Transition to Market

Chapter 9 Fiscal Federalism and the New Independent States

Vito Tanzi
Published Date:
June 1993
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George Kopits and Dubravko Mihaljek 

Perhaps the most dramatic economic change in the disintegration of the Soviet Union involves the vertical and horizontal fiscal relations among various levels of government. In fact, there is hardly another area (money, trade) in which centrifugal forces have acted so rapidly and so powerfully since the late 1980s. Further modifications are under way; in practically all the new independent states there is an ongoing search for stable and durable intergovernmental fiscal arrangements.

This chapter highlights the most salient developments in the evolution of intergovernmental relations from those in the former Soviet Union toward the current relations prevailing among and within the new independent states. First, it provides a historical overview of the Soviet budget structure prior to the decentralization process. As part of this overview, the chapter examines the role of state-owned enterprises in intergovernmental relations. Second, it focuses on the disintegration of the former system and the creation of new independent states and, in particular, on the scope for fiscal harmonization and coordination among the states. Third, the chapter discusses fiscal relations as they have evolved within the states, identifying both innovative and unchanged features of the system. Also, an attempt is made to assess the outlook for fiscal federalism in the states.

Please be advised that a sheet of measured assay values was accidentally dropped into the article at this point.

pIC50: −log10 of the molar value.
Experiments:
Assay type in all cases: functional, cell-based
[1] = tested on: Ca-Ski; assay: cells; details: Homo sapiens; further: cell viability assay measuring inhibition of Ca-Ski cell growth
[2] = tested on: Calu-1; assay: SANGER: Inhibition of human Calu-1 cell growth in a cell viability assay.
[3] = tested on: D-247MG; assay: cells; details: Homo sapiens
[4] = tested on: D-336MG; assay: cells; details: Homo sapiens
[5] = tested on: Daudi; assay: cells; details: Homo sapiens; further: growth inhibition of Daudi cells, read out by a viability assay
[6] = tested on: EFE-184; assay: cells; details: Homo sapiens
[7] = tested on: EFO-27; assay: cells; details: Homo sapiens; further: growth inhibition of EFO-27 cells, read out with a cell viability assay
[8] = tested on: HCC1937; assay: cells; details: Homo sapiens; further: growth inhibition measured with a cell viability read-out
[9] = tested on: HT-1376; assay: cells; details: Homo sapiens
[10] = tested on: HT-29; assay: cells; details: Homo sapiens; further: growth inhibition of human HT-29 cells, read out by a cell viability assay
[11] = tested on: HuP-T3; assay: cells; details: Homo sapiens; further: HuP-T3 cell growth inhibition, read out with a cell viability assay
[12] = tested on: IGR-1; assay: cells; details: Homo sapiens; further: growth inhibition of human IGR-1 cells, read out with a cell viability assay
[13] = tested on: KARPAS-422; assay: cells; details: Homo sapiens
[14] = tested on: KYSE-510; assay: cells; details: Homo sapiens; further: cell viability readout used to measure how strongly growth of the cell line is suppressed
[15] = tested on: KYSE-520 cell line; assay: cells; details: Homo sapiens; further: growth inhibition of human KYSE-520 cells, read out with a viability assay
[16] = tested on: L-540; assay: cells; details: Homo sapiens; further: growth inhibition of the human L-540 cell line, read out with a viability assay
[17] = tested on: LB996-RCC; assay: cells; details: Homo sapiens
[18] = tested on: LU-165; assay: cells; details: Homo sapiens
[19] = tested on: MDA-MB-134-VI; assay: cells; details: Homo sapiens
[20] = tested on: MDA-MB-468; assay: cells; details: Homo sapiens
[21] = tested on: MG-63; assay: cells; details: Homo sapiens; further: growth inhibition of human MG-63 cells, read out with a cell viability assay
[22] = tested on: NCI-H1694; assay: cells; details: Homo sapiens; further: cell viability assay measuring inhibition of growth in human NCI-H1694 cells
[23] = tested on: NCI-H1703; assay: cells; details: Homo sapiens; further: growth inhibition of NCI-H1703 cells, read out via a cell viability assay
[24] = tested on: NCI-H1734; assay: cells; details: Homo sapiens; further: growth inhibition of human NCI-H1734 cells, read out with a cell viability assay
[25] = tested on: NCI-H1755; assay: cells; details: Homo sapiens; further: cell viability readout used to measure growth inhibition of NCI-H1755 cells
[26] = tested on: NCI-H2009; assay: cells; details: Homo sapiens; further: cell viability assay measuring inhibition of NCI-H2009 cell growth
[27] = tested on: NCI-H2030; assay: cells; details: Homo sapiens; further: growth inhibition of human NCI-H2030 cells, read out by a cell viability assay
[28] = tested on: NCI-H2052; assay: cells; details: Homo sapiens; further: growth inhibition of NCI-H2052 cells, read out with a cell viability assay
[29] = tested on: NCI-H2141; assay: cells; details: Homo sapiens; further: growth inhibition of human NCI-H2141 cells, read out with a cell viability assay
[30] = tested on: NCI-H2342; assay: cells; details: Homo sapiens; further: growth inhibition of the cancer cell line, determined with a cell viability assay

The discussion tries to draw on broad principles of fiscal federalism-solidarity, subsidiarity, correspondence, benefit–that are reflected in criteria of interregional equity, efficiency, and macroeconomic stabilization, and to examine their relevance to the former Soviet Union and the new independent states.

Federalism in the Soviet Union